Friday, July 30, 2010

BBQ shrimp skewers with peppers and plums

Last month Eric's parents went on vacation, right around the time their fruit trees ripened. They left about a day or two before the first fruits came into their own. Actually, this happens every year, why vacations in this family have always happened around the time the fruit ripens we'll never know, but you can plan a harvest by his parents vacation calender. This year they went chasing an eclipse in the South Pacific, (something Eric's dad Pat has always dreamed of seeing with his own eyes and finally saw one this time, after getting rained on twice before) and we raided the back yard with buckets and fruit pickers. Later, when we were hearing all about the trip Pat mentioned that it was really peculiar that all the fruit was gone. We told them that it was delicious. Charisse ate some straight up, we tossed some into this dish or that dish, and the last of the plums we ran though with a stick. Why you ask? Simple, Grilled shrimp skewers!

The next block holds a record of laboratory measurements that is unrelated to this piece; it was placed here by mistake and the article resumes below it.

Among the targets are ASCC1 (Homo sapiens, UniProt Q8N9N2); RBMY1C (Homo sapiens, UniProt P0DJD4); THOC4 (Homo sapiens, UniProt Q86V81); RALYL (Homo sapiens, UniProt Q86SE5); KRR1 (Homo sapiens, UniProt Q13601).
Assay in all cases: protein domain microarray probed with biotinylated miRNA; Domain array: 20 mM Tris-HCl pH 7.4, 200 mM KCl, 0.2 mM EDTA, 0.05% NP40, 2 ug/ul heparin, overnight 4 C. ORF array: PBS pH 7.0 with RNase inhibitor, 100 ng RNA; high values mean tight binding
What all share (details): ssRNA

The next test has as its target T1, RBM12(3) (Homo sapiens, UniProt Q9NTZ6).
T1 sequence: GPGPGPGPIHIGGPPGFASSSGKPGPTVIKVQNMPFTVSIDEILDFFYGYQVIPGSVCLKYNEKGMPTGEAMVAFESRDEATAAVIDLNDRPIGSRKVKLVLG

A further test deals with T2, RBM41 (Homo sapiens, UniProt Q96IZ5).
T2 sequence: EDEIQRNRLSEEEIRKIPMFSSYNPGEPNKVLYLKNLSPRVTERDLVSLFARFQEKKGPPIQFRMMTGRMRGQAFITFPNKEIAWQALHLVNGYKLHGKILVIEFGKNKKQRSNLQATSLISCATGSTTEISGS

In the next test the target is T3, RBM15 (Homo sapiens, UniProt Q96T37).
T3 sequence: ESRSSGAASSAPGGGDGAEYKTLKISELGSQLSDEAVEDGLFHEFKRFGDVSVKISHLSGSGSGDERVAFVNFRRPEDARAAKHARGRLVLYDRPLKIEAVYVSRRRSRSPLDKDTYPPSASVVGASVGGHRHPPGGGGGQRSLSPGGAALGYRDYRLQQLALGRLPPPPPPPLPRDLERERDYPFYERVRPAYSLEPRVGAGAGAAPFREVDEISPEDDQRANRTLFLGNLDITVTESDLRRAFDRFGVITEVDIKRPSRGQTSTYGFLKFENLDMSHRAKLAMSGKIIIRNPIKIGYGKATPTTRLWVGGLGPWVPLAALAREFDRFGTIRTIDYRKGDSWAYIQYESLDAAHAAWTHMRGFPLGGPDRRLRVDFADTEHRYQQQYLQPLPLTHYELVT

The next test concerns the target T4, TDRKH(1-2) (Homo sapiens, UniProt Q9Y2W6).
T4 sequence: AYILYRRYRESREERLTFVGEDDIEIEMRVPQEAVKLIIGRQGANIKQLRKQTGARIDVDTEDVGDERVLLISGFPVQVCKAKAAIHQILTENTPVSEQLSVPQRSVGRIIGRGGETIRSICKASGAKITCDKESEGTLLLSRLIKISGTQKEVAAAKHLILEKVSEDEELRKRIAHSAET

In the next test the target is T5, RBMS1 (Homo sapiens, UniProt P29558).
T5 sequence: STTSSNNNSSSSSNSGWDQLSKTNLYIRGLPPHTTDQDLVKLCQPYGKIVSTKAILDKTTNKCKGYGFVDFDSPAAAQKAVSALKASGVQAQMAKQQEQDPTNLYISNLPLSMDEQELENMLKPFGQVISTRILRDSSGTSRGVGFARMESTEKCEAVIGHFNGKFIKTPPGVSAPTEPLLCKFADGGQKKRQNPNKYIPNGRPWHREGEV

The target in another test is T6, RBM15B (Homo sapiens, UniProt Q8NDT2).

Theres something about making any kind of skewered meet dish like Shish Kabob or Kakori that is just primordial in its creation. Something about running a piece of meat through with a pointy piece of wood and throwing it on a big fire makes Eric really excited. Maybe it draws him back to the caveman hunter roots of ancient humans or maybe he just likes having another reason to fire up the Weber. Actually, growing up Eric's parents had a square rust red grill, like the Meco 4100 which cooks differently than a normal Weber, thought it still makes a great grill. Growing up, the grilled skewer was always a good way to cook through some leftover meat and veggies or spread what you have across more people without making it look like your skimping on servings. It took Eric a while to really enjoy the flavors of a good grilled skewer, he was always a picky eater as a kid. Actually, that hasn't changed much, Eric is still a bit of a picky eater, but he's gotten over that when it comes to grilled food, which is a good thing because this is not a dish to skip. The plums and the marinade give the shrimp a nice sweet flavor and the peppers add just enough zing (without the seeds, its all flavor no heat). Try it out, let us know what you think!